^ working with Democrats when that’s what gets the job done : Chris Christie with New Jersey’s new senator, Cory Booker
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Right now, watching Governor Chris Christie rise to the top in New Jersey, winning re-election with 60 % of the vote, I have to pinch myself to remember that he is a Republican. By which I mean, a Republican of now. 30, 50, 60 years ago there were many Republicans with an agenda like Christie’s. His entire stance is that of an insurgent; an optimist; “getting the job done for people.” Yes, his rhetoric sometimes sounds like recent GOP talk, and he’s a bit of a social conservative — but so are many ethnic city Democrats — yet on the ground he is a man who works with whoever he needs to work with to get progress done.
Christie’s talk, stance, and method are those of Fiorello LaGuardia — a fellow Sicilian and northeastern Republican — who, coincidentally, looked a lot like Christie. Stubby, chubby, full-faced. The GOP hasn’t seen someone who looks and talks like Christie in maybe that many decades.
Like LaGuardia and his fellow Progressives, Christie doesn’t suffer fools. He calls out the House GOP and Ted Cruz nonsense in Washington — as it needs to be called out. At times he sounds as though he were running AGAINST the Republican party rather than with it. Of course the Tea folks are running against the Republican party as well; but they are running against it for trying to govern; Christie runs against the party for REFUSING to govern. A huge difference.
You might expect that a man so out of phase with what we have come to think of as the modern GOP would be a fringe character in its 2016 Presidential nomination, but you would be wrong. Christie currently leads the field in almost every poll, and he polls significantly better against potential Democratic nominees than any of his rivals. No, he is not the candidate of GOP think tanks, of planners of principle, of testers of litmus. He does not think the Democratic party treasonous, socialist, or contemptible. The right wing charlatans of entertainment demagoguery hate him — a hate which he sees, rightly, as an asset for him. He’s about as unlike a pastor of bigotry as it’s possible to be. He has no patience for those who would tell people how to live their lives. He doesn’t think poor people are lazy, homeless people useless, gay people damned. He doesn’t think that you need an ID to vote and if you don’t have one, you’re committing vote fraud. He doesn’t sling the word “patriot” around like a vomit grenade, doesn’t fart about 1776, doesn’t throw shoes at undocumented immigrants.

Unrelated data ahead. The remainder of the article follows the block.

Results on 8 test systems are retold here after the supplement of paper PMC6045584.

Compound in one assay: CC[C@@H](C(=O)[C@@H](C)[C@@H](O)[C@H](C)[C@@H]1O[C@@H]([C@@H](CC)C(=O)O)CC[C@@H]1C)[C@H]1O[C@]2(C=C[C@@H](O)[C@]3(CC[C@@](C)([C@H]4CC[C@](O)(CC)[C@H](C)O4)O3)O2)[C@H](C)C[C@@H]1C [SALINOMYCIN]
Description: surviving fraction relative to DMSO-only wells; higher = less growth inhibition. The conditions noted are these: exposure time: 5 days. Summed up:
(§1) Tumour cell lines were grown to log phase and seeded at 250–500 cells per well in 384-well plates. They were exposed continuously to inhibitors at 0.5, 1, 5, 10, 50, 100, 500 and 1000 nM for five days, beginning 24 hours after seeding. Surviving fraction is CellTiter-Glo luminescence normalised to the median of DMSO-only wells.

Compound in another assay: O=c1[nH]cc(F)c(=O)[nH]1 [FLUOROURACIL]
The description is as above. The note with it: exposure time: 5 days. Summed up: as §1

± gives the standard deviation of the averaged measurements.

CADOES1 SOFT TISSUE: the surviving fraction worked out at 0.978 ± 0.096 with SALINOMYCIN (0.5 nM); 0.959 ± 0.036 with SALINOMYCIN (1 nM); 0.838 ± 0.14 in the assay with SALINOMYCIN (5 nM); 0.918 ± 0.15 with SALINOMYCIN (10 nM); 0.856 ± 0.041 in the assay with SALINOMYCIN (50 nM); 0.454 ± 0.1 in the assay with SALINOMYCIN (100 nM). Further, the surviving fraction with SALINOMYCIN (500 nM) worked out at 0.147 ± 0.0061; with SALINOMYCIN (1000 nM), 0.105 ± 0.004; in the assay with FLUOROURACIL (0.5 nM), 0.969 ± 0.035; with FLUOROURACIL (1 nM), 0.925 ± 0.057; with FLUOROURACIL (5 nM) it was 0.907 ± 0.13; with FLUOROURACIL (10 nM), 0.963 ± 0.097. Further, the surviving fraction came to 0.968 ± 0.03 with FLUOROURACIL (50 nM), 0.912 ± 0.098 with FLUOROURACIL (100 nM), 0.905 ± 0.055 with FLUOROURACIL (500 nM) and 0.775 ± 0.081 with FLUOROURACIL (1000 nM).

Yet he is a Republican. Of now. And not JUST a Republican; maybe, just maybe, he is THE Republican. His surge to the top of most polls tells me that the Republican electorate, if not yet its crowd-fund queen bees, has moved on from bitterness, contempt, ignorance; from vileness of all sorts; that the Republican electorate actually wants its leader to be ABOUT something; to want to “get the job done for people.”
There are signs aplenty that such is the case. Tea folk are losing primaries : in Alabama and in Louisiana, no less. Anti-Tea money is coming into the picture big-time. The GOP national committee is moving to make primaries the method of choosing an ominee, not caucuses. So far the change hasn’t nicked the House GOP much at all; but in the Senate the push back to normality has been huge, and lasting. Today the Senate’s Republiacn caucus can often be counted on to “get things done for the people.” (And let us give credit here to John McCain, who has had maybe his best and certainly most influential Senate year in his long career there.)
In New Jersey, Christie has formed alliances with whichever Democratic legislators and interests he needed to ally with in order to move his State’s agendas forward. He has done so even in preference, at times, to members of his own party Famously, this week he decided not to support Tom Kean, Jr., an influential Republican state senator and son of New Jersey’s revered former Governor Thomas Kean, Sr., as Senate President: because that was what the state senate’s Democratic leader, Steve Sweeney, insisted upon. Sweeney and Christie have frequently worked together on New Jersey legislation. the combination continues.
It would surprise me if this “get the job done for people” mantra did not pretty soon become the top theme for a party that has all but abased itself to the point of no return. In politics, the great thing about points of no return is that, return is then the ONLY option. Thus the move to Chris Christie, the man who embraced President Obama when it made a huge point and who still embraces him, with respect to the rocky rollout of Obamacare. Why ? Because he sees a President who is trying to “get the job done for the American people.”
Just as he, chris Christie, promises to do. Not a bad promise at all for ANY serious politician to make to the American people.
—- Michael Freedberg / Here and Sphere